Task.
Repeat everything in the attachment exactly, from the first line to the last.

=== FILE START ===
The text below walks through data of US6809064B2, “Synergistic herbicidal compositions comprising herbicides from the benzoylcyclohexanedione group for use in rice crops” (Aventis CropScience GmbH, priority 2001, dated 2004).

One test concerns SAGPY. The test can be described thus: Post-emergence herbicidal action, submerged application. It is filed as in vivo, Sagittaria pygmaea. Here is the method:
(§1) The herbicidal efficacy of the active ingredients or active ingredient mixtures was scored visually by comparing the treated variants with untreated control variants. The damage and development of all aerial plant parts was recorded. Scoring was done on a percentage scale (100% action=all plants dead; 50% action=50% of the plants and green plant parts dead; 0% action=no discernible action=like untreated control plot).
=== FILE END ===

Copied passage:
The text below walks through data of US6809064B2, “Synergistic herbicidal compositions comprising herbicides from the benzoylcyclohexanedione group for use in rice crops” (Aventis CropScience GmbH, priority 2001, dated 2004).

One test concerns SAGPY. The test can be described thus: Post-emergence herbicidal action, submerged application. It is filed as in vivo, Sagittaria pygmaea. Here is the method:
(§1) The herbicidal efficacy of the active ingredients or active ingredient mixtures was scored visually by comparing the treated variants with untreated control variants. The damage and development of all aerial plant parts was recorded. Scoring was done on a percentage scale (100% action=all plants dead; 50% action=50% of the plants and green plant parts dead; 0% action=no discernible action=like untreated control plot).